Lewis Hamilton: A sporting great

By Tom Kelly

Despite finishing just outside the podium in Mexico City, October 28th will always be a memorable day for both Lewis Hamilton and British Formula 1 fans.

On this day, Hamilton won his fifth drivers’ World Championship and has fulfilled the immense potential he portrayed when he first burst onto the scene in 2007.

On his debut race, the British driver partnered with Fernando Alonso for McLaren and finished third at the Australian Grand Prix, highlighting what was to come from the exciting British youngster. The following season, Hamilton became the youngest-ever driver to win the Formula 1 Championships.

Ian Gordon, a former F1 writer for the News of the World and The Sun, reflects on when Hamilton first stepped on the track all those years ago:

“I think from his first few races it was obvious that Lewis was a bit special.

“I knew right from the off that he would be a world champion and a multiple one at that.”

Hamilton went on to win world titles from 2014 to 2017, and now 2018. What made these title wins even more impressive is that he was in a constant battle with his nemesis, Sebastien Vettel.

The German driver dominated F1 between 2010 and 2013, winning four consecutive world titles with Red Bull. Vettel was also able to snatch Hamilton’s record away of being the youngest ever driver to win a World Championship. To say there was a rivalry between the two would be a massive understatement.

Both Hamilton and Vettel entered the 2018 season with one goal in mind – to win their fifth world title, something that a driver from this generation had yet to do.

“I thought the rivalry with Vettel might spur him on this year and in many ways, it has as Ferrari have had for much of the season the better car,” added Gordon.

Regarding his latest title-winning season, Hamilton told BBC Sport:

“It’s been an incredible season – mentally and physically, for everyone in the team.”

The 2018 season was a record-breaking campaign for Hamilton and there was plenty of pivotal moments which helped guide him towards his World Championship win.

“The defining moment of the season for both Hamilton and Vettel was Vettel crashing out of the lead of the German Grand Prix and Hamilton winning from the back of the field,” says Adam Hay-Nicholls, a F1 columnist for the Metro.

“After that, despite Vettel’s comeback in Belgium, Hamilton was just superior in every way. In particular, his wins in Italy and Singapore, tracks where Ferrari should have been far superior, made sure he wrapped up the title two races early.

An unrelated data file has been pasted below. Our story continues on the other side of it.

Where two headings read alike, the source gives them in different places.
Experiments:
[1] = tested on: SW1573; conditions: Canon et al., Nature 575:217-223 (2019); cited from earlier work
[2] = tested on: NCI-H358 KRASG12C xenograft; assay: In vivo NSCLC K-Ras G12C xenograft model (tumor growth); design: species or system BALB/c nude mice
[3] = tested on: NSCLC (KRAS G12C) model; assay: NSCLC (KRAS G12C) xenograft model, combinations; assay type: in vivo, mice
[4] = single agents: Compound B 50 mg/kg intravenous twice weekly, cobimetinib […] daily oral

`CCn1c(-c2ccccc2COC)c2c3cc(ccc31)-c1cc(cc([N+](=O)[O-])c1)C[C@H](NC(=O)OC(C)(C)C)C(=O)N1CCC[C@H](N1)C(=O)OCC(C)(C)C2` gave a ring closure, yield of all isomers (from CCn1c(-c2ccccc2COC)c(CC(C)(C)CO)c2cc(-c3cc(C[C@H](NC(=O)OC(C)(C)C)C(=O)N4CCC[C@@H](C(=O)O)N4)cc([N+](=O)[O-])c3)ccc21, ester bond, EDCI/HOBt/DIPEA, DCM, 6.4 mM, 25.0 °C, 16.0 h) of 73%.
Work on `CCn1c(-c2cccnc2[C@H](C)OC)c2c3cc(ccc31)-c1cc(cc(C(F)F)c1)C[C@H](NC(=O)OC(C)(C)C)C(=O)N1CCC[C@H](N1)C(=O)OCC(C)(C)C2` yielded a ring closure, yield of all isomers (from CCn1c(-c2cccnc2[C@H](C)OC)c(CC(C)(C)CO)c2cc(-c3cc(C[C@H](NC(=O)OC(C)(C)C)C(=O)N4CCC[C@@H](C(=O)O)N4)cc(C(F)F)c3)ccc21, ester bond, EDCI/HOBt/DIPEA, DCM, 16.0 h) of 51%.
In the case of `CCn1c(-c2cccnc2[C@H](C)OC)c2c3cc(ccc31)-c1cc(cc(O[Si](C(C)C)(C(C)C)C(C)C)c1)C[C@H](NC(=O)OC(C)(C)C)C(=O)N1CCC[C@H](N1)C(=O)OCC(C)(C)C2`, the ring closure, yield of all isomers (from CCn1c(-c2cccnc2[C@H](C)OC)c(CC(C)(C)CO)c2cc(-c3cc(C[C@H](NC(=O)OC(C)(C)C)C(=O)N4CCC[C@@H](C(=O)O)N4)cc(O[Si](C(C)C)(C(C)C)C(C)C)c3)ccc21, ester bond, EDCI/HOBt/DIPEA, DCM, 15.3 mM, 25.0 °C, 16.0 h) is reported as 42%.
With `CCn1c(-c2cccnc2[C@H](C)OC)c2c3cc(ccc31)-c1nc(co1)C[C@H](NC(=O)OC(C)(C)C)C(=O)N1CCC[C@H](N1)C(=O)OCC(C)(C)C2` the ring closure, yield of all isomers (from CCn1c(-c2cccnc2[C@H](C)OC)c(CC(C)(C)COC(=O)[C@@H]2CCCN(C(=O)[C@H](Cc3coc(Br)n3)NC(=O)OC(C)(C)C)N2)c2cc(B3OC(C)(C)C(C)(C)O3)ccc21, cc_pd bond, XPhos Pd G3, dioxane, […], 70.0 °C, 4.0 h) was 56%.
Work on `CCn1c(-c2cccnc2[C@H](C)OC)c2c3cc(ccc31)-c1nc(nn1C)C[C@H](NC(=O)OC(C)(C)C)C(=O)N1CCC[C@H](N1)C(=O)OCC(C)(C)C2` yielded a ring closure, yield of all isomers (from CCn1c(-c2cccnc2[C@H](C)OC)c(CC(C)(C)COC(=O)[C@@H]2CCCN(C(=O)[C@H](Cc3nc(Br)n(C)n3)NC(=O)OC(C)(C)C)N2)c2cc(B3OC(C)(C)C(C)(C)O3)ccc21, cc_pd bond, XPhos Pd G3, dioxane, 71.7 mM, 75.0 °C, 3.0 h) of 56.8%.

“The main thing was that Lewis hardly made any mistakes. Mercedes made a few, but Ferrari made a lot and Vettel really made so many unforced errors it was surprising – for a four-time world champion at least.”

Hamilton himself, identified the Germany, Singapore and Italian Grand Prix as pivotal moments in his title-winning season. In addition to this, fans and journalists alike have applauded his performances in Italy.

Following qualification in Monza, Ferrari drivers Kimi Raikkonen and Sebastien Vettel started the race at the front of the grid in their home Grand Prix. However, a first-lap mistake from Vettel allowed Hamilton to slot into second just behind Raikkonen.

Hamilton spent a large proportion of the race relentlessly chasing the Ferrari driver before he eventually passed him to win the race, an impressive tactical performance from the Mercedes man in Monza.

So, what’s next for Hamilton?

The Mercedes driver now joins an elite group of drivers, which include Juan Manuel Fangio and Michael Schumacher, who have won five or more World Championships. However, only Schumacher, who has won seven world titles, stands in Hamilton’s way of becoming the greatest Formula 1 driver of all-time.

Speaking to Overtime, Gordon had this to say regarding Hamilton’s next step:

“I would not be surprised if he moves to Ferrari in 2021 when F1 rules have their radical change.

“The thought of winning a title with three different manufacturers spurs him on and I’m pretty sure he would love to drive for the sport’s most famous marque at some stage.

“I always remember talking to his old man in that very first year and he said that his son would drive for them one day, pointing to the Ferrari garage.”

However, with just Schumacher standing in his way, does Hamilton have what it takes to equal or surpass his record? Hay-Nicholls believe so:

“The short answer is yes but I think Lewis will retire in two years and that will make this a challenge. He can retire with seven but I doubt he will stick around for an eighth.”

Nonetheless, seven titles or not, Hamilton has now cemented himself as one of the greatest F1 drivers of all-time and one of the most highly decorated sportsmen of this generation.

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